I’m Reading 50 Shades of Grey as Homework for NPR

I took E.L. Jame’s Fifty Shades of Grey to the dog park and let’s say, the males started gravitating to me—and I’m not talkin’ ’bout the four-legged kind!

I had to read this va va voooom novel as homework for NPR while I fill-in on Tell Me More as guest host while Michel is away.

I swear.  NPR made me do it.  Under regular circumstances, I would never read such trash! (although political Op-Ed writers, columnists, and journos, note: maybe more, regular people would read your work on the Supreme Court rulings on health care legislation, immigration laws, and the election if we wrote as accessibly as E.L. James)

The Wise Latina Club's Viviana Hurtado is Reading 50 Shades of Grey for NPR

Courtesy: someecards.com

So what’s it about this book that’s made E.L. a very rich mujer?  Is it the steamy S & M between main characters Ana and Christian?  Perhaps.  For modern women who are overworked, under-dating or not gettin’ enough sexy time in their relationships, there’s a fantasy that’s playing out, that’s safer than any one night stand.

Think about it:

I’m in control of the world!  Everything is perfect!  I’m a size 2!  I’m a regular on Tell Me More‘s Beauty Shop!  That’s what you see on my status updates on Facebook.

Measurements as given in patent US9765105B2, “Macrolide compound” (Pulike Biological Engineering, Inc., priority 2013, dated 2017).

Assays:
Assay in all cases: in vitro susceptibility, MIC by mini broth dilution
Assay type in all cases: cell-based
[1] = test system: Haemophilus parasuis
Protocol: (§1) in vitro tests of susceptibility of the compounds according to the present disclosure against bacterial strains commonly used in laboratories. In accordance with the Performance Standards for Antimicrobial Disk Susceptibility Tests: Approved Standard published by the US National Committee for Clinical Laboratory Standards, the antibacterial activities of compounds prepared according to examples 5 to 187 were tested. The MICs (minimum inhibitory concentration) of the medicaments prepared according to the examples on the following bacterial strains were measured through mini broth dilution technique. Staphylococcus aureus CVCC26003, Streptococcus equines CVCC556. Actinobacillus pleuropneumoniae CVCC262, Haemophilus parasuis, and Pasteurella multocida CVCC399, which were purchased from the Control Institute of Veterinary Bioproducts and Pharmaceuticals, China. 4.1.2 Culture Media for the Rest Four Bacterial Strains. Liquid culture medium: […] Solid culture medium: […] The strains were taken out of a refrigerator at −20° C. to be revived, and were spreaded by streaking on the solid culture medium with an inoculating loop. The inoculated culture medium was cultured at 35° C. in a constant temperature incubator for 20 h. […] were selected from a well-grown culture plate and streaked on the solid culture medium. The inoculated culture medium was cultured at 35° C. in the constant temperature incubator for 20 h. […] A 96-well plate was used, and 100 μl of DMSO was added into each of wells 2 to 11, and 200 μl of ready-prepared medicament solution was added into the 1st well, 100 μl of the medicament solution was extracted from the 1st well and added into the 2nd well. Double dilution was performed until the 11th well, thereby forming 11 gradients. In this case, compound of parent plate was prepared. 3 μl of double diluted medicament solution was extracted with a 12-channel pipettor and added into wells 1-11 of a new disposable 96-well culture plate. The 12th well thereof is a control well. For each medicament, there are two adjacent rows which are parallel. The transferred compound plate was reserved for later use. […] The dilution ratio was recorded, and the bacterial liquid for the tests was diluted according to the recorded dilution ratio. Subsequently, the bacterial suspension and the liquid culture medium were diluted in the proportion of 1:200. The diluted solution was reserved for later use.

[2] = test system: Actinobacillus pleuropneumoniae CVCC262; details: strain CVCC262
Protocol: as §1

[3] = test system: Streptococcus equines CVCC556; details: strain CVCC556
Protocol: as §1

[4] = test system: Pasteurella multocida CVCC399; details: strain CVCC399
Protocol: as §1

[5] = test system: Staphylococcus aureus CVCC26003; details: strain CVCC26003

But how YOU  doin’?  Like REALLY?

Well, I’m an entrepreneur who has 18 part time/full-time jobs–and that doesn’t even include how I’m editorial chief, head of advertising and marketing, social media PR queen, IT genius, and cafecito girl at TWLC.

Oh yeah and the size 2?  Thanks Spanx for allowing me to squeeze into my clothes ‘cuz I really can’t afford to buy a new wardrobe.

The house?  Close your eyes I said to my girlfriend last night who came over for din lest she see the dust bunnies that reside at Chez Tazmanian Devil.

Given that in reality, the wheels are about to fly off, wouldn’t it be nice if for one minute,  I don’t have to be in charge, I don’t have to be perfect?

Wouldn’t it be great if I could unplug for one minute because he’ll handle it–and well.

Wouldn’t it be lo-veh-lee if I can just drop Wonder from Woman, just be Regular Woman because he’s a Real Man (like Papi) who doesn’t demand a medalla when he shows up when I need him without having to ask?

Now as far as all the freaky stuff, I’m not gettin’ in your bed or your business.

That chicas, is up to you.

Click to hear my first “Beauty Shop” not as a contributor, but moderator, joined with the Black Snob Danielle Belton, PJ Media’s Bridget Johnson, and Deepa Iyer of South Asian Americans Leading Together (SAALT) as we talk about the Supreme Court decision on Arizona’s controversial immigration law, Fifty Shades of Grey, and if women can have it all.

Here’s another interview on Tell Me More I thought you would like: it’s about losing someone you love which sucks.  You know, you grow apart, you find someone else, he doesn’t want to have a baby and you do.

Now imagine if the man you loved, just up and croaked on you.  That happened to Beth Howard.  It’s a little more complicated than this (see line above).